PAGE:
German parliament spotlights Nazis’ LGBTQ victims for first time

The German parliament on Friday dedicated its annual Holocaust commemorations for the first time to people killed for their sexual or gender identity, and acknowledged decades of post-war persecution.

LGBT holocaust memorial
Wreaths laid in front of the Memorial to Homosexuals Persecuted Under Nazism in Berlin. Photo: STEFANIE LOOS / AFP

Campaigners worked for two decades to establish an official ceremony for LGBTQ victims of the Nazis, saying their experience had long been forgotten or marginalised.

Bärbel Bas, president of the Bundestag lower house, said queer survivors of the so-called Third Reich “long had to fight for recognition” of their

She noted that gay men were murdered, castrated or subjected to horrific “medical” experiments in concentration camps where they formed the “bottom rung of the prisoner hierarchy”.

READ ALSO: German parliament to commemorate LGBT victims of Nazis

Thousands of lesbians, transgender people and sex workers were branded “degenerates” and also imprisoned at the camps under brutal conditions.   

“We remember all people who were persecuted by the National Socialists – robbed, humiliated, marginalised, tortured and murdered,” Bas told the chamber of the glass-domed Reichstag building where Chancellor Olaf Scholz, his cabinet and MPs gathered.

Germany has officially marked International Holocaust Remembrance Day – the anniversary of Auschwitz’s liberation – since 1996 with a solemn ceremony at the Bundestag and commemorations across the country.

The event traditionally focuses on the Holocaust’s six million Jewish victims, although, at the first ceremony, then president Roman Herzog did also pay tribute to gay men and lesbians murdered under Adolf Hitler.

The Bundestag commemorates victims of the Holocaust.

The Bundestag commemorates victims of the Holocaust. Photo: picture alliance/dpa | Bernd von Jutrczenka

READ ALSO: LGBT Catholic officials stage mass coming-out in Germany

 ‘Living in hiding’

Dutch Jewish survivor Rozette Kats, 80, told the Bundestag that she welcomed the expansion of Germany’s culture of remembrance to include LGBTQ victims.

“If certain groups of victims are categorised as less worthy than others, it means Nazi ideology lives on,” said Kats, who lived out the Holocaust in hiding in Amsterdam while her parents were killed at Auschwitz.

Dani Dayan, chairman of Israel’s Yad Vashem Holocaust memorial, said that while Jews were the Nazis’ primary target, it was essential to recognise other groups.

“The Holocaust was an onslaught against humanity: LGBTQ individuals, Roma and Sinti, mentally disabled persons, but especially against the Jewish people,” he told AFP on a visit to Berlin this week.

“We respect and we honour all the victims.”

Actors read out the stories of Mary Puenjer, a lesbian from Hamburg who was gassed at the Ravensbrueck camp in 1942, and Karl Gorath, a gay man who survived Auschwitz only to be sentenced again for homosexuality in West Germany by the same judge who convicted him during the Nazi period.

Klaus Schirdewahn, who was found guilty in West Germany in 1964 of a sexual relationship with another man under a Nazi-era law still on the books, spoke of the shame he endured for most of his life.

“I am doing all I can so that our history will not be forgotten, especially at a time when the queer community is again facing hostility worldwide and also in Germany,” said Schirdewahn, 75.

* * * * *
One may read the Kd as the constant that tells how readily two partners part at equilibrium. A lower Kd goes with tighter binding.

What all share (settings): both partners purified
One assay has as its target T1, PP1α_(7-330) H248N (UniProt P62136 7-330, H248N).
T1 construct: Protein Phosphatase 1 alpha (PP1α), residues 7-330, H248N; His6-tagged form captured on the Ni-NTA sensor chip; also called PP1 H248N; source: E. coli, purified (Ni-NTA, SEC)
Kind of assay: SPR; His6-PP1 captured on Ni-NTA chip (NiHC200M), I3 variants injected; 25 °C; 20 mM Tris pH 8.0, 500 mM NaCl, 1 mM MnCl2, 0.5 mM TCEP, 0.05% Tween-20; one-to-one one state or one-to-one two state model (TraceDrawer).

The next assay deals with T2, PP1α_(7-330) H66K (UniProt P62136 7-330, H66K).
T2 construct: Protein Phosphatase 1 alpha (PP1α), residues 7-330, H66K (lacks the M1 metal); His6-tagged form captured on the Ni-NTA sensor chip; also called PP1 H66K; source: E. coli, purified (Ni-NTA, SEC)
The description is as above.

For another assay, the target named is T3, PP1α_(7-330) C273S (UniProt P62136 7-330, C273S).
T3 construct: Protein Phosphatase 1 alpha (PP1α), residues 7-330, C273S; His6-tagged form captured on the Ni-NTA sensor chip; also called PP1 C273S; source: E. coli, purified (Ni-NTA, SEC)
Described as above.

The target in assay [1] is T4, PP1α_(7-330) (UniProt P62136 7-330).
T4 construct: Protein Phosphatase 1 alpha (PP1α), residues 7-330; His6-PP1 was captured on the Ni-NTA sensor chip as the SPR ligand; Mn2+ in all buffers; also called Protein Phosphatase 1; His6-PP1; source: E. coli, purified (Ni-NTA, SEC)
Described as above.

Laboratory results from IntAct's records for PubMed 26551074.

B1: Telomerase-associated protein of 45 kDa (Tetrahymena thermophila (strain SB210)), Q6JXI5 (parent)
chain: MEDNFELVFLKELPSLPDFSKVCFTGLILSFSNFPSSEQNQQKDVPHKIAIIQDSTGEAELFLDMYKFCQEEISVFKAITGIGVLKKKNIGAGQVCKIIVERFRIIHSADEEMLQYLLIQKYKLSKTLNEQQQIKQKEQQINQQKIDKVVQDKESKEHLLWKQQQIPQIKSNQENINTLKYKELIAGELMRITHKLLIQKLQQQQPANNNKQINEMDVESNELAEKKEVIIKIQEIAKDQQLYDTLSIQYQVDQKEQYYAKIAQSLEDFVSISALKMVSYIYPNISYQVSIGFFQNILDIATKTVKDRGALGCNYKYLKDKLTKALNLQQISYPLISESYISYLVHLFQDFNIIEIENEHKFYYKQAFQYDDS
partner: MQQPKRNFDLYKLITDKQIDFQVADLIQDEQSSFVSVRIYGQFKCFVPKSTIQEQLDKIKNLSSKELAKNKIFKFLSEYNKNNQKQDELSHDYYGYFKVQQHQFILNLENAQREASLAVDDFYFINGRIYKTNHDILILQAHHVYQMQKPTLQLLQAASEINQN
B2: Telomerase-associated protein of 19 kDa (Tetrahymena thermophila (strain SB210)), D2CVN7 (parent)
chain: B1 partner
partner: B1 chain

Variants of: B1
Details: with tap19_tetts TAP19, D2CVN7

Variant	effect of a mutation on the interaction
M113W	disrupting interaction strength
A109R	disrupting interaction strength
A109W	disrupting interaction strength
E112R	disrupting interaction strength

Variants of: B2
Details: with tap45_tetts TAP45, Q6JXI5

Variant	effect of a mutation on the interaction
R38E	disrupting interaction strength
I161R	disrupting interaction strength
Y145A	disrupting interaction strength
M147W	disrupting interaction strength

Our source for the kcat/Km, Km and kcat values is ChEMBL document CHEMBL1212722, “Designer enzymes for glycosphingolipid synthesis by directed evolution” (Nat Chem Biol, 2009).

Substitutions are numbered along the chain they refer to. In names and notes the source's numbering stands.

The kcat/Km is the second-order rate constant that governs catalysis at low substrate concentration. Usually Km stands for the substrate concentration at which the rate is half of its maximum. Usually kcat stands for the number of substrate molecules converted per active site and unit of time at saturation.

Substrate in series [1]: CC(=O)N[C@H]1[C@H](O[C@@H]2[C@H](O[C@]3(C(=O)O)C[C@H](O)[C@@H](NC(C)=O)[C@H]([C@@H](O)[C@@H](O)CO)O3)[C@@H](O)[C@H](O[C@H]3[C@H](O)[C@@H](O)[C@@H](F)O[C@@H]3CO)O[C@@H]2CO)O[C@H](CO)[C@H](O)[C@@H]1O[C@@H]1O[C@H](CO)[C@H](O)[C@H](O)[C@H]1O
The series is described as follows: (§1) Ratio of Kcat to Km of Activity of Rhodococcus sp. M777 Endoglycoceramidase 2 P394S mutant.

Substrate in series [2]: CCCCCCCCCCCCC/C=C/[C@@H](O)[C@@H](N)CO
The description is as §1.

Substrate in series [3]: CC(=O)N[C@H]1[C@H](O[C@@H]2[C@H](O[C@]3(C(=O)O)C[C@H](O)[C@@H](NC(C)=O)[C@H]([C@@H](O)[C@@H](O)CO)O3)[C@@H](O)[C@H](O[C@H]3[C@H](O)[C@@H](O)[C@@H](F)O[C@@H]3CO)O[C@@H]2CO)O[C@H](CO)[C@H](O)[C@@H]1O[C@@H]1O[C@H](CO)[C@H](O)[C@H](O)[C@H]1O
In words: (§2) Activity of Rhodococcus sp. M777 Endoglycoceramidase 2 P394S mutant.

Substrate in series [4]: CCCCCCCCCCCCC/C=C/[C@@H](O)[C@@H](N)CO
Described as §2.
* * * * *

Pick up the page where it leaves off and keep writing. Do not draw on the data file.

Pink triangle

Section 175 of Germany’s penal code dating from 1871 outlawed sex between men.

For years it was rarely enforced and cities such as Berlin during the Weimar Republic had a thriving LGBTQ scene until the Nazis came to power.

In 1935 the Nazis toughened the law to carry a sentence of 10 years of forced labour.

Some 57,000 men were imprisoned, while between 6,000 and 10,000 were sent to concentration camps and given uniforms emblazoned with a pink triangle designating their sexuality.

Historians say between 3,000 and 10,000 gay men and an unknown number of lesbians and transgender people were killed or died of mistreatment.

Bas said it was a “disgrace” that queer people still faced state persecution after the war.

“By the time there were reparations, many (victims) were no longer alive,” she told AFP.

Section 175 was finally dropped from the penal code in East Germany in 1968. In West Germany, it reverted to the pre-Nazi era version in 1969 and was only fully repealed in 1994.

In 2017, parliament voted to quash the convictions of 50,000 gay men sentenced for homosexuality and offered compensation to victims.

Henny Engels of the German Lesbian and Gay Association rights group called Friday’s commemoration an “important symbol of recognition” of “the suffering and the dignity of the imprisoned, tortured and murdered victims”.

By Deborah Cole

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FACT CHECK: Are people punished for using Nazi slogans in Germany?

After a video clip of people chanting Nazi slogans on the German island of Sylt went viral, many are waiting to see what consequences the perpetrators will face. The Local takes a look at how German law handles cases of hate speech.

FACT CHECK: Are people punished for using Nazi slogans in Germany?

Last week, a video clip showing people chanting “foreigners out” and “Germany for Germans” to the tune of “L’Amour Toujours” by Gigi D’Agostino spread rapidly online, and sparked calls for consequences for those involved.

Since then a series of similar incidents have been reported at various events across Germany, including: men seen singing the racist lyrics at ‘Schlagermove’ in Hamburg, two men arrested at Erlangen’s ‘Bergkirchweih’ festival for the same action, and in Stuttgart supporters of the Turkish football club Galatasaray Istanbul erupted in bouts of the chant celebrating their team’s victory.

In all of these incidents police reports were made. 

Regarding the Sylt incident, public prosecutors have already opened investigations on the suspicion of incitement to hatred for several of the people involved.